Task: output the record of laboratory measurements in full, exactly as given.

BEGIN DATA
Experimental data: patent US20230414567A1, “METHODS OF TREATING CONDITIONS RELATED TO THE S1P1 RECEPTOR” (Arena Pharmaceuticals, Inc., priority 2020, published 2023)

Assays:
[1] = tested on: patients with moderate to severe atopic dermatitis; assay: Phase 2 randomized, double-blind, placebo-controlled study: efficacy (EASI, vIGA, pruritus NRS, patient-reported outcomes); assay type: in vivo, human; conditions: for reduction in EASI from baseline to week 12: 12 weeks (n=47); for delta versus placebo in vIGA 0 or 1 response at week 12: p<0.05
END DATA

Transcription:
Experimental data: patent US20230414567A1, “METHODS OF TREATING CONDITIONS RELATED TO THE S1P1 RECEPTOR” (Arena Pharmaceuticals, Inc., priority 2020, published 2023)

Assays:
[1] = tested on: patients with moderate to severe atopic dermatitis; assay: Phase 2 randomized, double-blind, placebo-controlled study: efficacy (EASI, vIGA, pruritus NRS, patient-reported outcomes); assay type: in vivo, human; conditions: for reduction in EASI from baseline to week 12: 12 weeks (n=47); for delta versus placebo in vIGA 0 or 1 response at week 12: p<0.05